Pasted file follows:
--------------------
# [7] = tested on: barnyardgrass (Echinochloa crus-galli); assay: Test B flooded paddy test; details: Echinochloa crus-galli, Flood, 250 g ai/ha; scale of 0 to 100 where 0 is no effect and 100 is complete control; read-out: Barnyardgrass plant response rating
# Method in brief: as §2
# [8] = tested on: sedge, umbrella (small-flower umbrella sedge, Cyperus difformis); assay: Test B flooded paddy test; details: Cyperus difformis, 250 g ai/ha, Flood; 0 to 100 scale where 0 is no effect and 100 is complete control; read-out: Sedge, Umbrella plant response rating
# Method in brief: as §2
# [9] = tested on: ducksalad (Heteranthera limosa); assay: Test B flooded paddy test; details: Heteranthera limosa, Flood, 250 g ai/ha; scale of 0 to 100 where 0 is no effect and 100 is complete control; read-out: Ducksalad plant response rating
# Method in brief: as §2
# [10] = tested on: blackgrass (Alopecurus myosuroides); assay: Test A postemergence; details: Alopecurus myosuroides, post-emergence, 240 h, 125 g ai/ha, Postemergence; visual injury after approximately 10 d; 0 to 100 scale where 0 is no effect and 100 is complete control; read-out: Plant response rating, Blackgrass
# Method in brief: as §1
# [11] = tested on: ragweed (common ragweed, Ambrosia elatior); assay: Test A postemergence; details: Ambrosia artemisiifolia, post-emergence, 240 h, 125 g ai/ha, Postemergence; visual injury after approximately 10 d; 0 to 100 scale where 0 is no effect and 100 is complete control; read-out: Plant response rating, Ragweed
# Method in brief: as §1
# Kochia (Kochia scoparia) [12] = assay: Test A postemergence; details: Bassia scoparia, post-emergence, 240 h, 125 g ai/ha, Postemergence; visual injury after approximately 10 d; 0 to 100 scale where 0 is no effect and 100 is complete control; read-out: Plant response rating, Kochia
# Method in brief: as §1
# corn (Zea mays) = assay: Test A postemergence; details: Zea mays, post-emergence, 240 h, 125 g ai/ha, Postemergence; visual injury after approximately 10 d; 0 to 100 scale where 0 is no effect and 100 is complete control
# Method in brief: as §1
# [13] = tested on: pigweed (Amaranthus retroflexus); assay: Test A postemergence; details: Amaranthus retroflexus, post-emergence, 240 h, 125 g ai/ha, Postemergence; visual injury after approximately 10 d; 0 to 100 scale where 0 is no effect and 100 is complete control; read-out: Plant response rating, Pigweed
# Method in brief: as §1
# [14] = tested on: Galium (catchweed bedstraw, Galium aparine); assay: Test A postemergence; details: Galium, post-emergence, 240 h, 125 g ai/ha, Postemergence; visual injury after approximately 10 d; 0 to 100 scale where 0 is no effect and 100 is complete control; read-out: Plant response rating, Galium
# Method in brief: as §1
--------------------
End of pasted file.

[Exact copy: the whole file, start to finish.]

# [7] = tested on: barnyardgrass (Echinochloa crus-galli); assay: Test B flooded paddy test; details: Echinochloa crus-galli, Flood, 250 g ai/ha; scale of 0 to 100 where 0 is no effect and 100 is complete control; read-out: Barnyardgrass plant response rating
# Method in brief: as §2
# [8] = tested on: sedge, umbrella (small-flower umbrella sedge, Cyperus difformis); assay: Test B flooded paddy test; details: Cyperus difformis, 250 g ai/ha, Flood; 0 to 100 scale where 0 is no effect and 100 is complete control; read-out: Sedge, Umbrella plant response rating
# Method in brief: as §2
# [9] = tested on: ducksalad (Heteranthera limosa); assay: Test B flooded paddy test; details: Heteranthera limosa, Flood, 250 g ai/ha; scale of 0 to 100 where 0 is no effect and 100 is complete control; read-out: Ducksalad plant response rating
# Method in brief: as §2
# [10] = tested on: blackgrass (Alopecurus myosuroides); assay: Test A postemergence; details: Alopecurus myosuroides, post-emergence, 240 h, 125 g ai/ha, Postemergence; visual injury after approximately 10 d; 0 to 100 scale where 0 is no effect and 100 is complete control; read-out: Plant response rating, Blackgrass
# Method in brief: as §1
# [11] = tested on: ragweed (common ragweed, Ambrosia elatior); assay: Test A postemergence; details: Ambrosia artemisiifolia, post-emergence, 240 h, 125 g ai/ha, Postemergence; visual injury after approximately 10 d; 0 to 100 scale where 0 is no effect and 100 is complete control; read-out: Plant response rating, Ragweed
# Method in brief: as §1
# Kochia (Kochia scoparia) [12] = assay: Test A postemergence; details: Bassia scoparia, post-emergence, 240 h, 125 g ai/ha, Postemergence; visual injury after approximately 10 d; 0 to 100 scale where 0 is no effect and 100 is complete control; read-out: Plant response rating, Kochia
# Method in brief: as §1
# corn (Zea mays) = assay: Test A postemergence; details: Zea mays, post-emergence, 240 h, 125 g ai/ha, Postemergence; visual injury after approximately 10 d; 0 to 100 scale where 0 is no effect and 100 is complete control
# Method in brief: as §1
# [13] = tested on: pigweed (Amaranthus retroflexus); assay: Test A postemergence; details: Amaranthus retroflexus, post-emergence, 240 h, 125 g ai/ha, Postemergence; visual injury after approximately 10 d; 0 to 100 scale where 0 is no effect and 100 is complete control; read-out: Plant response rating, Pigweed
# Method in brief: as §1
# [14] = tested on: Galium (catchweed bedstraw, Galium aparine); assay: Test A postemergence; details: Galium, post-emergence, 240 h, 125 g ai/ha, Postemergence; visual injury after approximately 10 d; 0 to 100 scale where 0 is no effect and 100 is complete control; read-out: Plant response rating, Galium
# Method in brief: as §1